Are social networks the new Cluedo?

    Many have assured that 2023 is going to be a great year, having said goodbye to 2022 with the news that the Romanian police have arrested the former boxer and ‘streamer’ Andrew Tate and his brother Tristan, investigated for alleged crimes such as the constitution of an organized criminal group, human trafficking and rape, thanks to Greta Thunberg. The British mocked the young activist on Twitter in some images in which he appeared surrounded by pizza boxes from a well-known pizzeria at home in Bucharest, a detail that apparently was key for the police authorities to find the whereabouts of he. “This is what happens when you don’t recycle your pizza boxes,” Thunberg replied sarcastically and very bad milk (oatmeal, we assume). We know: by now it is very possible that you already knew this news, but what we want to analyze today is how social networks have become a kind of Cluedo.

    “Sometimes I wonder if we are not being instructed to commit the crime without loose ends…”

    In the Mark Lewis documentary, ‘Don’t Fuck With Cats’, A group of amateur internet detectives joined forces (and their obsession) to track down a cat killer who began by sharing his atrocities on video and ended up killing a person. It seems that criminals are also craving their 15 minutes of fame today, while in the past, for obvious reasons, they preferred to act in the shadows… This documentary showed that any video or image uploaded to the networks can be used to dismantle crimes, and That is why today we are witnessing the rise of true crime podcasts, a trend that is the starting point of ‘Only murders in the building’, the series by Selena Gomez that explores from comedy how each of us is becoming detectives private. We are talking about a phenomenon that actually has little innovation. After all, we’ve been watching for so long shows like CSI or programs like Imperfect Crimes that sometimes make me wonder if we are not being instructed to commit the crime without loose ends… “The idea of ​​the obsession with Internet surveillance is not new. From the safety of our living room, we can spot amazing things, and lots of people are doing it,” explained Mark Lewis.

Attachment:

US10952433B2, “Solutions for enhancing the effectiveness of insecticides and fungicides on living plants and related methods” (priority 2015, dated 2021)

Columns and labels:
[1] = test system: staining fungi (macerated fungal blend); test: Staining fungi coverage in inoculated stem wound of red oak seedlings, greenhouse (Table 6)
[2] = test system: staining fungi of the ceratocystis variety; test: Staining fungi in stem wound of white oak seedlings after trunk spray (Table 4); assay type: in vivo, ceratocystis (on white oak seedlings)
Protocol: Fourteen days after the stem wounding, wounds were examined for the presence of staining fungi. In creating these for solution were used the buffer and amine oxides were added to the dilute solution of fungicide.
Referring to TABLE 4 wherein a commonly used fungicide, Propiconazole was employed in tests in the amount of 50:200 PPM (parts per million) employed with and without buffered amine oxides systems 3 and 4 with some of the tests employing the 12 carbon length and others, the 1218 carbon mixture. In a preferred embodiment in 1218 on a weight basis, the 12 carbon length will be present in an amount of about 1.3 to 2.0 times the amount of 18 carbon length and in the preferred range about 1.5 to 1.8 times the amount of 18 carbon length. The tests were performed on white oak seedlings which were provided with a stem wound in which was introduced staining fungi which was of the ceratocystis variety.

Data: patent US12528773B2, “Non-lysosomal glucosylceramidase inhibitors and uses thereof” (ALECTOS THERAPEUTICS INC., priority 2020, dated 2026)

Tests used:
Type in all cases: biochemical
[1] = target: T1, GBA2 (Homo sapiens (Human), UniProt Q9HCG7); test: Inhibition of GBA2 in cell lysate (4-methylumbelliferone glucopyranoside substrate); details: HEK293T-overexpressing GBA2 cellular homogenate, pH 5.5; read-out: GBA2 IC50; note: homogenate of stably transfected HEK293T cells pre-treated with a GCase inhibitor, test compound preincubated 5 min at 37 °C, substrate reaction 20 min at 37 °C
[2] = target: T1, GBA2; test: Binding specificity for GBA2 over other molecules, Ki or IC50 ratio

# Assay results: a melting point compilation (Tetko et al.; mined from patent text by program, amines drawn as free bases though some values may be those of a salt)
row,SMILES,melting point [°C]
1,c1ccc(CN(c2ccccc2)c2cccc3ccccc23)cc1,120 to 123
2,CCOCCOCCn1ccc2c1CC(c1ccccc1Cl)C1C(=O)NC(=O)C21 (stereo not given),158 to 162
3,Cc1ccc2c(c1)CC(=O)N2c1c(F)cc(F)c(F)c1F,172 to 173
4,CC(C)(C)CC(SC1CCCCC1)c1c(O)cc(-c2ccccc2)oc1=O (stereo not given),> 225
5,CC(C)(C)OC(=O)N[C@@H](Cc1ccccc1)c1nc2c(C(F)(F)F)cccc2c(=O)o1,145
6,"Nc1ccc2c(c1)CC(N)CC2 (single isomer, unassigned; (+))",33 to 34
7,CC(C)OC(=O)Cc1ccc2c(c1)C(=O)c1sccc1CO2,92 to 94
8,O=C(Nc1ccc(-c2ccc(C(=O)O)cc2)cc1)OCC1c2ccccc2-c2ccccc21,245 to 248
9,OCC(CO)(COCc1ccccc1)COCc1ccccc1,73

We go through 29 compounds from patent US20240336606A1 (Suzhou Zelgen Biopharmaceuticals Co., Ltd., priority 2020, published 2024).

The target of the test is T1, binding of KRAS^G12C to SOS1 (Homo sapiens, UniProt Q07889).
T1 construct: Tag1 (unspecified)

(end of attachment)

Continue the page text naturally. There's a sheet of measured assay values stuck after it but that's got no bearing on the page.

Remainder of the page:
“It is a worm that does not bite everyone, but when it bites it bites hard”

    “Everything starts without you noticing. You enter the profile of that friend you haven’t seen since you were 12 years old and you end up doing an entire x-ray of the lives of all your high school classmates simply jumping from Instagram post to post ( or if you’re a millennial, from Facebook). ‘Homeland’, congratulations: you are also an internet detective. It’s a bug that doesn’t bite everyone, but when it bites it hits hard,” explains Estela Cebrián, from the ‘Las Amigas Estupendas’ podcast.

    “Whoever is an early user of Twitter will remember the disappearance of Marina Joyce. In 2016, this British youtuber stopped uploading videos overnight and was missing for ten days. Her followers began to remember how in the days before they saw her strange in her videos, she no longer smiled, she was not so happy, she had bruises in her arms. Her videos were analyzed frame by frame, every corner of her room mattered in case she was hiding a key. The flow of theories and comments was incessant. Marina ended up showing up, she was fine, but those of us who experienced it in real time remember that general anguish… and shared. Something similar happened with Britney Spears. During the last years of her guardianship, her dances, her smeared mascara, if she left encrypted messages were analyzed and from that concern the #FreeBritney movement was born, “says Cebrián.

    Some people bungee jump, and others find satisfaction investigating a cat killer”

    “True crime puts us in front of our most primal fears (with a good dose of morbidity, things as they are) and social networks allow us to be part of the mystery, but from a distance and with the possibility of quenching the thirst for adrenaline and emotion without danger. There are people who do bungee jumping, and others who find satisfaction investigating a cat killer on the internet”, concludes Estela Cebrián.

    clued social media

    The obsession with true crimes has gotten out of hand